John Dewey

John Dewey

John Dewey was born on October 20th, 1859 in Vermont. His father was a regional trader who appreciated literature. His mother had a strict moral sense founded on her belief in Calvinism. Calvinism was a religion where one’s belief is portrayed through moral behaviors and good deeds. He discovered other cultures from neighboring Irish and French-Canadians communities. He was also working as newspaper vendor and a lumber-yard. When visiting his father, he witnessed the horrors of the civil war during 1861 to 1865, directly.

Educational career

He received average grades and joined the University of Vermont. He performed best in science subjects, which he would afterwards consider as the greatest expression of human intelligence. Dewey realized the world of notions during his senior years. He gained more interest in psychology, ethics, religion and logic. His lecturer H.Torrey introduced him to the achievements of different philosophers. He improved his work immensely, and at age 19, graduated second in his class. Dewey got a teaching job n Pennsylvania, which he held for two yeas. He continued to study philosophy in his free time.

Intellectual development

During that period, most American philosophy teachers were religious, who put more importance on religious notions than creative thought. John Dewey published his first essay in St Louis. He later joined the newly established John Hopkins University to pursue a career in philosophy which involved and employed lay philosophers.

In 1884, Dewey finished his doctorate and, joined University of Michigan as a lecturer following an invitation from philosophy division chairman, George S. Morris. Dewey met Alice Chipman and married her, with whom they bore seven children.

He gained interest in education issues as he travelled around the state to examine the superiority of college preparation courses. In 1888, he took up a position at the Minnesota University, only to come back after one year to replace Morris, who had passed on. Dewey became interested in William James’s principles of Psychology. He became a believer of “instrumentalism”. This is a conviction that thinking is an activity whereby it is aimed at resolving problems.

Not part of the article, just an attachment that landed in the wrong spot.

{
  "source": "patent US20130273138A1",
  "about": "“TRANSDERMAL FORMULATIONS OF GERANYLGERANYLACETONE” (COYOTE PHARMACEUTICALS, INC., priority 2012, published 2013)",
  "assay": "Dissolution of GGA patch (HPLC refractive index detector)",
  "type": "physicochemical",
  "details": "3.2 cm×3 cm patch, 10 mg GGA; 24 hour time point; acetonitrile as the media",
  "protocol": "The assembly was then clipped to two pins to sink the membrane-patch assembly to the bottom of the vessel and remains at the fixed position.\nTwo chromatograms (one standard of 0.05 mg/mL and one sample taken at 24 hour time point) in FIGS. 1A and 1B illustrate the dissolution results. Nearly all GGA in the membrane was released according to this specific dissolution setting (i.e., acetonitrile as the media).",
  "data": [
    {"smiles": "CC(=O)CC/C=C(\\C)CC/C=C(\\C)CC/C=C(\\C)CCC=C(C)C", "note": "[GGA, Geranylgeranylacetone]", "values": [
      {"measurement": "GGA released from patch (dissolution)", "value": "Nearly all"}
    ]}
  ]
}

In 1894, John accepted an appointment as a head of a new division of philosophy and psychology at Chicago University. He founded a trial school with his wife as the head teacher in order to test his philosophies of education. Dewey resigned from the University of Chicago in 1904 when the University president, William Harper attempted to fire his wife. He got a job at university of Columbia in New York while he spent his remaining teaching years.

Height of his influence

While living in New York, John Dewey was put at the core of America’s social and political life. In 1929, he assisted in organizing the association for Independent Political Action in anticipations of forming a new political group. He also acted as an editor of the new Republic Magazine and assisted in founding the American Civil Liberties Party. After World War 1 which took place in 1914-18, he toured the globe, teaching in Japan for two years and later toured Mexico University for two years. He got a lot of criticism due to his praise for the Russian educational system after visiting Soviet Union in 1928.

John Dewey was a reserved and calm man, and as a lecturer he at times put his student to slumber. Those who were able to stay awake, conversely, could observe a man interested in notions actually creating new notions in his classroom.

He retired from teaching in 1930, but he persisted to publish works clarifying his thoughts. He published more than 300 books and articles. In Public affairs he was among the first people to warn of the threat from Adolf Hitler during 1889-1945, rise to power in Germany and the Japanese peril in the Far East. His first wife died in 1927, and he married a window, Roberta Grant, at age 87 years. He died on 1st, June 1952.

Dewey’s philosophy

Dewey philosophy sought to rise above what he regarded as inaccurate statement s created by other philosophers. He saw man’s behavior as determined by habit. He deemed that the procedure of change frequently generated conditions that cannot be clarified. Dewey considered that worldwide education could educate people to break through behaviors into resourceful thought.

John Dewey perceived American democracy, which he regarded as the best type of government, faced with the impacts of the modern revolution, which had resulted a few men being extremely wealthy. This menace, he deemed, could be solved by the appropriate form of education. Dewey’s impact on American education system was so sturdy that many opponents attacked his concepts as the source of all flaws in American education.